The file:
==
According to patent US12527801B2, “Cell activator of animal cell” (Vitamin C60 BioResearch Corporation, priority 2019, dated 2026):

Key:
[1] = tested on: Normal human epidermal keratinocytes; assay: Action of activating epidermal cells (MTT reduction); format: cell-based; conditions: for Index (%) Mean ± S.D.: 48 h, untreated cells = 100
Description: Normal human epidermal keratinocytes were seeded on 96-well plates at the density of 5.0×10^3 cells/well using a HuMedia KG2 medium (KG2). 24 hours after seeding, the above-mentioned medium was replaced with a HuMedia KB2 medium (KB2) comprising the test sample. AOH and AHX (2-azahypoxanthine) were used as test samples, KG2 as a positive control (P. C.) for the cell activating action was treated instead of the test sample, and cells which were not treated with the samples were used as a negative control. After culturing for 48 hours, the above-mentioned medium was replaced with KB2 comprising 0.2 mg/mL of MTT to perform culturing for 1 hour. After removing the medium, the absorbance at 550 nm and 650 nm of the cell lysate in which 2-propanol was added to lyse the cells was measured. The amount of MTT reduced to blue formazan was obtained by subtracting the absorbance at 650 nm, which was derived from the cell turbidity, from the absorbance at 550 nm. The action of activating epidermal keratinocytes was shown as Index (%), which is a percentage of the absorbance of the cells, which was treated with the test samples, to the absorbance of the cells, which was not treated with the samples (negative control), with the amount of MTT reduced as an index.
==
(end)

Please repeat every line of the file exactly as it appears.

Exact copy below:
According to patent US12527801B2, “Cell activator of animal cell” (Vitamin C60 BioResearch Corporation, priority 2019, dated 2026):

Key:
[1] = tested on: Normal human epidermal keratinocytes; assay: Action of activating epidermal cells (MTT reduction); format: cell-based; conditions: for Index (%) Mean ± S.D.: 48 h, untreated cells = 100
Description: Normal human epidermal keratinocytes were seeded on 96-well plates at the density of 5.0×10^3 cells/well using a HuMedia KG2 medium (KG2). 24 hours after seeding, the above-mentioned medium was replaced with a HuMedia KB2 medium (KB2) comprising the test sample. AOH and AHX (2-azahypoxanthine) were used as test samples, KG2 as a positive control (P. C.) for the cell activating action was treated instead of the test sample, and cells which were not treated with the samples were used as a negative control. After culturing for 48 hours, the above-mentioned medium was replaced with KB2 comprising 0.2 mg/mL of MTT to perform culturing for 1 hour. After removing the medium, the absorbance at 550 nm and 650 nm of the cell lysate in which 2-propanol was added to lyse the cells was measured. The amount of MTT reduced to blue formazan was obtained by subtracting the absorbance at 650 nm, which was derived from the cell turbidity, from the absorbance at 550 nm. The action of activating epidermal keratinocytes was shown as Index (%), which is a percentage of the absorbance of the cells, which was treated with the test samples, to the absorbance of the cells, which was not treated with the samples (negative control), with the amount of MTT reduced as an index.